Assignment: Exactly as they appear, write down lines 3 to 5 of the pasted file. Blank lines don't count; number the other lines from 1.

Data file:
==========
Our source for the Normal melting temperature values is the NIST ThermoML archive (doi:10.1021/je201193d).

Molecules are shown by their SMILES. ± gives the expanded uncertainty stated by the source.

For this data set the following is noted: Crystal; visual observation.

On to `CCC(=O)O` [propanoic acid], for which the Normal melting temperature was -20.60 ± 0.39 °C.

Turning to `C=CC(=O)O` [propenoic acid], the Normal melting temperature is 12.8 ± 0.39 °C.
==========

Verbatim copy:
For this data set the following is noted: Crystal; visual observation.

On to `CCC(=O)O` [propanoic acid], for which the Normal melting temperature was -20.60 ± 0.39 °C.

Turning to `C=CC(=O)O` [propenoic acid], the Normal melting temperature is 12.8 ± 0.39 °C.